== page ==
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Write For Your Administrative Law Section Blog

By Ann B. Wall

As the new NCBA year is underway, we invite you to submit articles for the Administrative Law Section Blog. Send proposed articles to this year’s Communications Committee Chair, Ann Wall, at awall@sosnc.gov. And, please consider joining the committee.

Our readers may be new to the Section or to administrative law.  Or they may be long-time and expert practitioners.  In addition, our blog posts will be available to attorneys who are members of other sections of the NCBA. Read more

Put It On Your Calendar Now: ‘Riding the Waves of Change: 2019 Legislative Review’

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By Christina Cress

The Administrative Law Section is joining forces with the Government & Public Sector, Juvenile Justice & Children’s Rights, and Environment, Energy & Natural Resources Law Sections to bring you a 6.0 credit hour CLE this fall, titled “Riding the Waves of Change: 2019 Legislative Review.”

The CLE will take place at the NC Bar Center in Cary from 8:15 a.m. to 4:30 p.m. on Friday, Nov. 8, 2019.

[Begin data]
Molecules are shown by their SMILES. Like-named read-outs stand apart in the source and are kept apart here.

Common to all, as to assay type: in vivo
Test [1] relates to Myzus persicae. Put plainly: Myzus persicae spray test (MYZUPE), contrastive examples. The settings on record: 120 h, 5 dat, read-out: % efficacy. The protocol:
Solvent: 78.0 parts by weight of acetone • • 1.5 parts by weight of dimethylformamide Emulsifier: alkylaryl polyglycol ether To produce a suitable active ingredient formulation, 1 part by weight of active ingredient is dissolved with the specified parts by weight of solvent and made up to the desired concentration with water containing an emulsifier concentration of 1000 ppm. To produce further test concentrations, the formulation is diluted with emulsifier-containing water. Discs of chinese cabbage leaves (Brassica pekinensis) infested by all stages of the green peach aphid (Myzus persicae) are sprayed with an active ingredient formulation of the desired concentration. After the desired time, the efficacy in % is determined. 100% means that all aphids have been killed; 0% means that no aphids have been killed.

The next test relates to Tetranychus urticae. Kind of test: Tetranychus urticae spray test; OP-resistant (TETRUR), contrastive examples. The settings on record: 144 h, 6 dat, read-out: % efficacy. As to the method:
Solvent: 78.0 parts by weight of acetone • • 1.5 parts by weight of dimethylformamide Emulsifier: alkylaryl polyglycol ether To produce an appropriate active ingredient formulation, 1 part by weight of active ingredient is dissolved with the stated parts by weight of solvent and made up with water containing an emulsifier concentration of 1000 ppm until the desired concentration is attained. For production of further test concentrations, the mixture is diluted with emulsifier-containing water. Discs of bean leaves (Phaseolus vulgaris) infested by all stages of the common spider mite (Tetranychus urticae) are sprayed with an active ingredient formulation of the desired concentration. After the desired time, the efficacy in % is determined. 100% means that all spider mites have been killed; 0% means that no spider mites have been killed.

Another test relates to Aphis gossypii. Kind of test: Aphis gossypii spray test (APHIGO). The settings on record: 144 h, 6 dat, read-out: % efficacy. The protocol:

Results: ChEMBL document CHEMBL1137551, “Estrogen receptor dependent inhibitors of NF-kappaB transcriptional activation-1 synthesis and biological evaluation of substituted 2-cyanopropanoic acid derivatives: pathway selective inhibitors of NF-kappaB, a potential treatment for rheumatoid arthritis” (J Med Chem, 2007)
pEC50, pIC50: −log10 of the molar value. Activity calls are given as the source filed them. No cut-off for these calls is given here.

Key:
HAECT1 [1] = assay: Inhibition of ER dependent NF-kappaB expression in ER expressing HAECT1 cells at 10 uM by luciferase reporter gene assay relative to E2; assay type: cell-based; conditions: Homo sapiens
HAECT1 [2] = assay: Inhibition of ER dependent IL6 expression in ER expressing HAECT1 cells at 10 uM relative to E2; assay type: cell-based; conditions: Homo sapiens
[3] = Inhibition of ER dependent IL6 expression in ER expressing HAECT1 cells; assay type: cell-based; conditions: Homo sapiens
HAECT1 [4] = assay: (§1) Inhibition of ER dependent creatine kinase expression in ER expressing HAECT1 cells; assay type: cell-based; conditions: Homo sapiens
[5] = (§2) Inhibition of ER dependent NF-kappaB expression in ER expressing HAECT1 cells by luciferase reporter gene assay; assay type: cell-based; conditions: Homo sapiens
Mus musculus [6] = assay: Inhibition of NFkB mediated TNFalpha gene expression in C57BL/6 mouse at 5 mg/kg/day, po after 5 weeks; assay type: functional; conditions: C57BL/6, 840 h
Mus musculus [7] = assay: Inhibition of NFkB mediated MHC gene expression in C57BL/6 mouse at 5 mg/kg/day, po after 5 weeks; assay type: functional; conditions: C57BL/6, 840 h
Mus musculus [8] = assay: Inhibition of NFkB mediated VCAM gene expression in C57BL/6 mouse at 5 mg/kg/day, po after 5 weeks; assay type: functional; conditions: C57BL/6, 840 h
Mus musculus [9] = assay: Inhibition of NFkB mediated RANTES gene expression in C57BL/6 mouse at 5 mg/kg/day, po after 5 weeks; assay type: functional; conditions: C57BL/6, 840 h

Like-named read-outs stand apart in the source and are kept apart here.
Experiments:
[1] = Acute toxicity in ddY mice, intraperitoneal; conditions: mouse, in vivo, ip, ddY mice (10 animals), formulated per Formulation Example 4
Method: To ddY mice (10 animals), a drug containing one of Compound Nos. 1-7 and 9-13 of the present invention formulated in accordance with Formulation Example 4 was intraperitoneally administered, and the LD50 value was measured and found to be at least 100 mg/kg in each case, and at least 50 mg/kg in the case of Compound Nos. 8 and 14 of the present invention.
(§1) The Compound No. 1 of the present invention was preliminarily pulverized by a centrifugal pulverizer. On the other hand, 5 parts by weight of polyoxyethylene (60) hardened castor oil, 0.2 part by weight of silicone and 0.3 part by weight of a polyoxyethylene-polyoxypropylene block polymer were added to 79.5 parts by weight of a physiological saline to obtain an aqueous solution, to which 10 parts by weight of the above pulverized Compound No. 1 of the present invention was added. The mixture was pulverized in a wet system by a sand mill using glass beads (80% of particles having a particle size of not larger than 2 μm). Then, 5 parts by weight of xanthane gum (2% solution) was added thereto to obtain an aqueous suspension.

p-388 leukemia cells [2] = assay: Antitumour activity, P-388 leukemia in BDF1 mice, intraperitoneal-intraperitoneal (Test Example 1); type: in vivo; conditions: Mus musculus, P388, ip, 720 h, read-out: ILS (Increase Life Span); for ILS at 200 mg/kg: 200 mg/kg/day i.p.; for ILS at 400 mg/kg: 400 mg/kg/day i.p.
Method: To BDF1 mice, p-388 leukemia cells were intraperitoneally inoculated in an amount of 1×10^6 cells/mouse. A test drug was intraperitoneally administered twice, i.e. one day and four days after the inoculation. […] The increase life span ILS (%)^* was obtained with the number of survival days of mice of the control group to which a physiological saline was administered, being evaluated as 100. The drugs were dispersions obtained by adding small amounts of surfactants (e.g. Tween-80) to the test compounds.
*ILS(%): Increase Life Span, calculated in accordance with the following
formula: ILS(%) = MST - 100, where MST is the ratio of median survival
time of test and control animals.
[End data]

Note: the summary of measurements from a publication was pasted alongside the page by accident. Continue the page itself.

While it will be available by webcast and on-demand, we encourage you to attend live to enjoy the networking that is sure to occur during the breakfast and lunch, both of which will be provided.

The four co-planning Sections will combine their expertise to provide updates and answers regarding the 2019 legislative actions.

Learn what the North Carolina General Assembly has (or has not) changed and the practical effects of those changes. Brush up on your legislative procedure knowledge and skills. Hear about the most debated and followed bills of the current legislative session.

 

Chair’s Comments + Section Events This Fall

By Brandon J. Huffman

Dear Members of the Sports & Entertainment Section:

I am so honored that you have given me the privilege to serve as chair of the Section this bar year.

It’s an interesting time to be chair. Younger attorneys (I still think of myself this way) are often looking to technology and other avenues for the camaraderie and resources for which they might previously have looked to a bar association section.